Maintaining the children’s health is the parent’s primary responsibility. However, there are cases when the urgent intervention of medical professionals is required to ensure efficient treatment. When crucial medical decisions are to be made, parents often cannot access the necessity of particular treatment actions because of insufficient knowledge about healthcare. As a result, parents put their children’s lives in danger, prioritizing their own beliefs over health. Therefore, only medical professionals can assess the situation correctly and make the final decision about the child’s treatment.
From my point of view, there is only one solution for children’s health issues – the medical providers should make vital decisions for children’s health. Medical professionals can more adequately and accurately estimate the implications of the rejection and acceptance of the particular treatment actions. The practical research results showed that the parent’s refusal to vaccinate their children leads to an increased risk of developing illnesses and even fatal outcomes (Attwell et al., 2017). Some of the negative implications could have been avoided if doctors had made the decisions.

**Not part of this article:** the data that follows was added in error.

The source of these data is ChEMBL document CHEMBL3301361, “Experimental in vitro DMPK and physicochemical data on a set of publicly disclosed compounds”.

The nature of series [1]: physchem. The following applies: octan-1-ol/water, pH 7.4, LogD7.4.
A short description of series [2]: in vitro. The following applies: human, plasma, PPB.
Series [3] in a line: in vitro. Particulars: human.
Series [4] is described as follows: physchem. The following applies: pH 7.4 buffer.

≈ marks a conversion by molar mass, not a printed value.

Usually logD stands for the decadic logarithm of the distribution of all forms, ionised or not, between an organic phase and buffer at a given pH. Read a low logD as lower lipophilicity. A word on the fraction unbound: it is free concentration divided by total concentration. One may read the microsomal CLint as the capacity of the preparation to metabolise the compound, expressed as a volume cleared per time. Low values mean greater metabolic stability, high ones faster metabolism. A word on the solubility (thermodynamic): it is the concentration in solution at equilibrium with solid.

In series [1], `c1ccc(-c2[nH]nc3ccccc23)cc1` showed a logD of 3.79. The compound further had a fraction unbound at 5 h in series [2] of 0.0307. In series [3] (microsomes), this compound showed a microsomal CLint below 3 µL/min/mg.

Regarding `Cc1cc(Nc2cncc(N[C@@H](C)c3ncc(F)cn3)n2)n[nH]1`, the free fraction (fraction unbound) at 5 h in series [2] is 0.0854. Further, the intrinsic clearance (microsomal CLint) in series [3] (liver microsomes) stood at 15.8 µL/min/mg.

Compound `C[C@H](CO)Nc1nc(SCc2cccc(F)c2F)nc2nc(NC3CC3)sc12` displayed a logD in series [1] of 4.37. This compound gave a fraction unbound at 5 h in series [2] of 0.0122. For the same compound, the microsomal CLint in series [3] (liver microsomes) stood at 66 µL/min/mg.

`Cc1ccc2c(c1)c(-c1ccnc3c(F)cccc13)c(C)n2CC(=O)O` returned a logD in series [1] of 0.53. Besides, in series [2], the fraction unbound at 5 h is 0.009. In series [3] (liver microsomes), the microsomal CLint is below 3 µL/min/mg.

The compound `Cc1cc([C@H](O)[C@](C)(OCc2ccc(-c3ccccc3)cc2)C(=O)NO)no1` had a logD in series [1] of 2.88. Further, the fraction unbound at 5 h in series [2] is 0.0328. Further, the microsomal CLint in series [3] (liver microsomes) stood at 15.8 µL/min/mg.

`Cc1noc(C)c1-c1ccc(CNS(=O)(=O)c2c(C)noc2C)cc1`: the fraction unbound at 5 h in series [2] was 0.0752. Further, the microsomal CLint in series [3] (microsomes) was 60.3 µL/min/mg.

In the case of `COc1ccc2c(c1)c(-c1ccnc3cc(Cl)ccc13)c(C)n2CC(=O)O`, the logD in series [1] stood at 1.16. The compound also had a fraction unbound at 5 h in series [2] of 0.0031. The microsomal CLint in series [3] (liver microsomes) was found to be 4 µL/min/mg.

Although medical professionals should not ignore the parents’ opinions, it is essential to choose the appropriate treatment even when the parents neglect it. Parents can tell the doctor a lot of details about the children’s health, which can be helpful in diagnosing and treatment planning (Aalsma et al., 2021). Medical professionals, in turn, should be ready to justify their decision to parents and describe it understandably. As a result, doctor-parent collaboration is essential in the treatment of children. However, the final decisions that seriously affect the children’s health should be made only by the professional, not the parents.
Aalsma, M., Downs, S., Garbuz, T., Gilbert, A., Grout, R., & Willkinson, T. (2021). How can healthcare professionals provide guidance and support to parents of adolescents? Results from a primary care-based study. BMC Health Services Research, 21, 253–259. Web.
Attwell, K., Leaks, J., Meyer, S., Rokkas, P., & Ward, P. (2017). Vaccines reject parents’ engagement with expert systems that inform vaccination programs. Journal of Bioethical Inquiry, 14, 65–76. Web.